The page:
Wednesday, June 22, 2011

Applying for Jobs: the Job Talk

This is the fifth post in a series on applying for faculty positions. It is written by Jeff Phillips, frequent guest blogger, who will be starting as an Assistant Professor at the University of Utah starting Fall 2011.

The final component of applying for jobs is the job talk. It will usually be about an hour, but may vary so ask. Usually this means you can talk for about 58 minutes, before they want to stop you for questions. But again, its best to confirm this, try to ask your host specifically about this. Also ask about how frequently you should be expected to be interrupted with questions during the talk. Of course, this may vary greatly from talk to even at the same place (as I have seen in my experience). But, from my perspective, many instances where the speaker was delayed for more than 5 minutes due to questions in the talk was the fault of the speaker. This usually occurred by leaving ambiguities in the talk, by failing to answer questions clearly and concisely (this may lead to more questions), and by not taking charge and insisting on taking longer questions off-line.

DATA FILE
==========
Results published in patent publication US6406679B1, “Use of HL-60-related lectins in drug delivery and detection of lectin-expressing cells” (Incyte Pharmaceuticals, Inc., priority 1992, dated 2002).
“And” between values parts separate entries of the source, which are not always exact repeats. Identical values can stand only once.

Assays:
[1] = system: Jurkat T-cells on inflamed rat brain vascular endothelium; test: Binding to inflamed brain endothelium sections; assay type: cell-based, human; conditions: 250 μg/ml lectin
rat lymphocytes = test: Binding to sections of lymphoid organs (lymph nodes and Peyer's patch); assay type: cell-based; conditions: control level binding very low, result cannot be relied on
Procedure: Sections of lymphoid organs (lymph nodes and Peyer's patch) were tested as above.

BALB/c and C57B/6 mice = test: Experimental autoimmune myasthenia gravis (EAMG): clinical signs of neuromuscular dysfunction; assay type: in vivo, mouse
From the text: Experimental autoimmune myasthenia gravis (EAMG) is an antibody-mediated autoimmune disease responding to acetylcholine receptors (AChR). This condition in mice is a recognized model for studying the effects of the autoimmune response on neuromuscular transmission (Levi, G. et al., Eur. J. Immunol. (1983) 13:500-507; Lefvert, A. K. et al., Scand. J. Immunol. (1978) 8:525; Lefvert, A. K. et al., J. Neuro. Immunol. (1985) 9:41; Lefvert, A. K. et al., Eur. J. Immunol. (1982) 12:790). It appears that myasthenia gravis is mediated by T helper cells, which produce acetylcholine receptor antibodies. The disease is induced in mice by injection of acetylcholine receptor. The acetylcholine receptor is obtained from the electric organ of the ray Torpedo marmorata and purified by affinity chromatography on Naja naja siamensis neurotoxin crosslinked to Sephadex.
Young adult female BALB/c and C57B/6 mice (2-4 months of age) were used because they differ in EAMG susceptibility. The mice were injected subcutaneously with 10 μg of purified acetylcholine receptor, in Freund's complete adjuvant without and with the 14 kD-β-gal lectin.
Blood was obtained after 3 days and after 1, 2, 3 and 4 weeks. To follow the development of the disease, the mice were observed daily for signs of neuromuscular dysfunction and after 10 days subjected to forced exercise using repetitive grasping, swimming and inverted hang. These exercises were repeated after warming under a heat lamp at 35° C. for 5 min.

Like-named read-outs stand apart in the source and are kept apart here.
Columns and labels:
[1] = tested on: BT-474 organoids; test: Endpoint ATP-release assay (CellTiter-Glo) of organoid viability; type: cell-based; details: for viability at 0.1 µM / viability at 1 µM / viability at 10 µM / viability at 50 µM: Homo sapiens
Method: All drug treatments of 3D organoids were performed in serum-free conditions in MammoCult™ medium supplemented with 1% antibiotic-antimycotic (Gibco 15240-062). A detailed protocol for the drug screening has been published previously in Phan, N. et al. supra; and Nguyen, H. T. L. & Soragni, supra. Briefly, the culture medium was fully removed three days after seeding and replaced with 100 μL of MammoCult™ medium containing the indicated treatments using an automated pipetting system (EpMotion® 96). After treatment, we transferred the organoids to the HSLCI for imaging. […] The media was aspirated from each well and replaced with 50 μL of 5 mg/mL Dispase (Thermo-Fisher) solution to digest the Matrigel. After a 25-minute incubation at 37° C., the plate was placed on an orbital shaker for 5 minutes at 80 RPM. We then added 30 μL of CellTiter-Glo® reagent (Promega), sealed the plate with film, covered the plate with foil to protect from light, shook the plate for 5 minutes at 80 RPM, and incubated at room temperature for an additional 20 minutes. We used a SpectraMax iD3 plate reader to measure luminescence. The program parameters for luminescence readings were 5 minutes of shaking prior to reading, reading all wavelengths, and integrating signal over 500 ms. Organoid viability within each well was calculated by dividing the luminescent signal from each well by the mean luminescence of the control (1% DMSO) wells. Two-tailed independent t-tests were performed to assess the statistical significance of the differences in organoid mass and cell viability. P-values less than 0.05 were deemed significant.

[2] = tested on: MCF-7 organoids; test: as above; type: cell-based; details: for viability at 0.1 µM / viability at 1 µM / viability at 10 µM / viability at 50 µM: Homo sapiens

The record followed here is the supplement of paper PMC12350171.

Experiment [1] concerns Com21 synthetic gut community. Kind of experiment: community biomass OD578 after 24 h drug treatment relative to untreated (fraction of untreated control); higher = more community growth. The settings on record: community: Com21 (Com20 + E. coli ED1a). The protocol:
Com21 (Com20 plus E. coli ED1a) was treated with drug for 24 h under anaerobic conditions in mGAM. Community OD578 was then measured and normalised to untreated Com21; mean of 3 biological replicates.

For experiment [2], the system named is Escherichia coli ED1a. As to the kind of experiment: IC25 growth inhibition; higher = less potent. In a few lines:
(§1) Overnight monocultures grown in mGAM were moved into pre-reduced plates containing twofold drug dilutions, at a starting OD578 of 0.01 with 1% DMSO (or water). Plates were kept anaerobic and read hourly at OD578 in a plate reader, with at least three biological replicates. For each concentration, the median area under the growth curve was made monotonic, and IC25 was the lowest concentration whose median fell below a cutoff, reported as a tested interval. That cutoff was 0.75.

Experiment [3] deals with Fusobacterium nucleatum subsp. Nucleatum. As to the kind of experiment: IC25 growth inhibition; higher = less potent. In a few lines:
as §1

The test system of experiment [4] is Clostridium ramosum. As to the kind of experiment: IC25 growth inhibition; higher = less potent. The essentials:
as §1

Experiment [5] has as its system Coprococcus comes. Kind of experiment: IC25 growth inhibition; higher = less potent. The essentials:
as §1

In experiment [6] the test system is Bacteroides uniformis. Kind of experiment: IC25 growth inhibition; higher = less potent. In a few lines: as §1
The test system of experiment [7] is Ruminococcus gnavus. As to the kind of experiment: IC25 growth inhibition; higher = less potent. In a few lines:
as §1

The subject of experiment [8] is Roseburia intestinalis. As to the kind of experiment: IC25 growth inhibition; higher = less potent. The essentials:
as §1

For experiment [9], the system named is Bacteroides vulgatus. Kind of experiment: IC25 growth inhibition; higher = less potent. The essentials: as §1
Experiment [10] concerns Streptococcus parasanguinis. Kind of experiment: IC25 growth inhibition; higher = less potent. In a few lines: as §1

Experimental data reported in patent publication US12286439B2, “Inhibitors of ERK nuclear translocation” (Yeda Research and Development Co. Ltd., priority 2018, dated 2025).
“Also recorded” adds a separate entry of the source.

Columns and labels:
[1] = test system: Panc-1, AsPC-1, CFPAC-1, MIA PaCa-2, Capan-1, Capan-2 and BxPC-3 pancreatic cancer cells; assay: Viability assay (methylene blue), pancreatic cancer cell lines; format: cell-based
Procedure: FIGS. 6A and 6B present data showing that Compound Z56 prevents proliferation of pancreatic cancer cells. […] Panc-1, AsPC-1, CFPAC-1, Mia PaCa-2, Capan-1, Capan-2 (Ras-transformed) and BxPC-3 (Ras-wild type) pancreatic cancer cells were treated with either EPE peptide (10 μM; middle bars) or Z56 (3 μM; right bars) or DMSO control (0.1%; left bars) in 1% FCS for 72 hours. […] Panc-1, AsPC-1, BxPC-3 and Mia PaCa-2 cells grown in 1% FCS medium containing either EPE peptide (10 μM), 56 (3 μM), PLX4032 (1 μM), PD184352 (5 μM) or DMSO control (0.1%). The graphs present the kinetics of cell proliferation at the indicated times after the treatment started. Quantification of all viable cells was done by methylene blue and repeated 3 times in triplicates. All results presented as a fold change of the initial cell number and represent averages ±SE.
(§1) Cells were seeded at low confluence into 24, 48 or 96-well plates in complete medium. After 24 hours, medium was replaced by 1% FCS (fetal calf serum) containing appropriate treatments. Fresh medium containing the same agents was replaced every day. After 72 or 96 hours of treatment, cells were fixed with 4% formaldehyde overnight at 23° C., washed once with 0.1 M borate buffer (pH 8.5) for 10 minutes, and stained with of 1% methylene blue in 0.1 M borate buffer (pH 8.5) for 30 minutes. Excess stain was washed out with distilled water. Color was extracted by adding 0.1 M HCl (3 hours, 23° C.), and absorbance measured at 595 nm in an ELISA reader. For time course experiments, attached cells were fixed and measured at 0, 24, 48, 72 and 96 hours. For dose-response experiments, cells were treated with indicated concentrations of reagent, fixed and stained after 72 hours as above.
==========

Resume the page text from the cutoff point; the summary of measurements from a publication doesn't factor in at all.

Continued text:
The most important failure (ambiguities) will hopefully be avoided by taking the steps below.

First, what should you talk about?
  • Talk about your best work!
  • Talk about your work that appeals to a broadest audience and that you can convey the main ideas of most clearly.